From cannibalistic tardigrades to snoozing skeleton shrimp, the winners of the Nikon Small World In Motion Competition have been announced, offering a fascinating glimpse into the rarely seen world of the oh-so-very-small.
Now in its ninth year, the Nikon Small World in Motion is the video component of the long-standing Nikon Small World still-photography competition, whose winners were announced back in October. The video arm of the competition was added in 2011 in response to new technology that opened up the field to recording movies or time-lapse photography through a microscopic lens.
The top prize was handed to Dr Philippe Laissue, a biologist and assistant professor at the University of Essex in the UK, for a stunning video of a polyp emerging from a reef-building staghorn coral.
Most reef-building corals contain photosynthetic algae, called zooxanthellae, that live in their tissues as part of a mutualistic relationship; the coral provides the shelter and components needed for photosynthesis, while the algae provide the oxygen.
In Dr Laissue’s winning video, we get an intimate glimpse into this relationship, with the algae (colored in magenta) shown inside the coral. Not only is this an important process to document given the threat of climate change to coral reefs, but it’s also extremely difficult to capture because corals are extremely sensitive to light.
“I am fascinated by their otherworldliness and beauty, and have been working on imaging them for several years now,” Dr Laissue told IFLscience. “With gentle fluorescence microscopy, we can collect important information about what is happening on the cellular level when corals react to different environmental conditions. This helps us to better understand corals and their development, thus contributing to finding the best strategies to protect and conserve them.”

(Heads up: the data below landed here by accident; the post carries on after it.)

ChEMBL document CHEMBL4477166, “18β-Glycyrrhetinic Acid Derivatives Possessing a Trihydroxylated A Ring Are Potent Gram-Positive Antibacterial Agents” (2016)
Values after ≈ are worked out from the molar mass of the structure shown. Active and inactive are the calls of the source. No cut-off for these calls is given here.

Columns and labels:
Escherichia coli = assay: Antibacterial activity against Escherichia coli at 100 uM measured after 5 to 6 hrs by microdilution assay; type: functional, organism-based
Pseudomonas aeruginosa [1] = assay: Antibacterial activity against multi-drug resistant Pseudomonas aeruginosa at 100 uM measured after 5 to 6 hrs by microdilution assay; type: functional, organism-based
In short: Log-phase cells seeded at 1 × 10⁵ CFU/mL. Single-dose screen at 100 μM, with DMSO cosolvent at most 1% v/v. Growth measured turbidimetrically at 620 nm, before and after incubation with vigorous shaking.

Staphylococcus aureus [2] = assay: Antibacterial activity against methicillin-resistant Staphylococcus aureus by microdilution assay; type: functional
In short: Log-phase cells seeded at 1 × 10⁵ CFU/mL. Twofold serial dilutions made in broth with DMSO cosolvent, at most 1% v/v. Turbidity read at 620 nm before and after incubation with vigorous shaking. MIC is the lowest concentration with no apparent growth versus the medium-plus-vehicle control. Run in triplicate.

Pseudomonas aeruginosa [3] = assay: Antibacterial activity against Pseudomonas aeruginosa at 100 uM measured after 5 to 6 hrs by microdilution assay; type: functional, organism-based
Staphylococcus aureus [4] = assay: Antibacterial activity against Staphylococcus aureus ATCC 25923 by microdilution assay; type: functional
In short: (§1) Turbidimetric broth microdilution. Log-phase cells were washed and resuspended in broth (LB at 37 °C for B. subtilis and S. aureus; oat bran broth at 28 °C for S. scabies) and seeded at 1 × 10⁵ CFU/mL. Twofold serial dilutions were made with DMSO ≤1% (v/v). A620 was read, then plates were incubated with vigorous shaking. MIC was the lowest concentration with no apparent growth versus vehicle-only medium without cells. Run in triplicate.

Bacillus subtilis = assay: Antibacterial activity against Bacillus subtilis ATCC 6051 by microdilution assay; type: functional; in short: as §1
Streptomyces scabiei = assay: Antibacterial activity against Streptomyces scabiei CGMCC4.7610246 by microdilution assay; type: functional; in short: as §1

“In the beginning, I used conventional fluorescence microscopy techniques, which damaged my coral samples, or didn’t produce very useful images. So I got a small Royal Society grant to make a bespoke light-sheet microscope, which uses very little light and keeps the coral happy.”
Second prize was awarded to Dr Richard Kirby for his video of Vampyrophrya, a type of parasite, swarming around the body of their host, a dead microscopic crustacean known as a copepod.
“The video shows single-celled ciliate parasites escaping from the dead body of the marine copepod they infected, the free parasite will now infect another copepod. Copepods are a pivotal link in the sea’s food chain and so these prevalent parasites are likely to be a major influence on the flow of energy in the marine ecosystem,” Kirby told IFLScience.
“To most people, the microscopic plankton is a secret world beneath the waves. I made this film to show that the plankton world is as complex, intricate and fascinating as any other on Earth.”
Tommy and Jesse Gunn earned third place for their video of a Stylonychia (microorganism) using its cilia to create a water vortex, hoping to sweep up its next meal.
Editor’s note: Tom Hale was one of the judges for the 2019 Nikon Small World competition.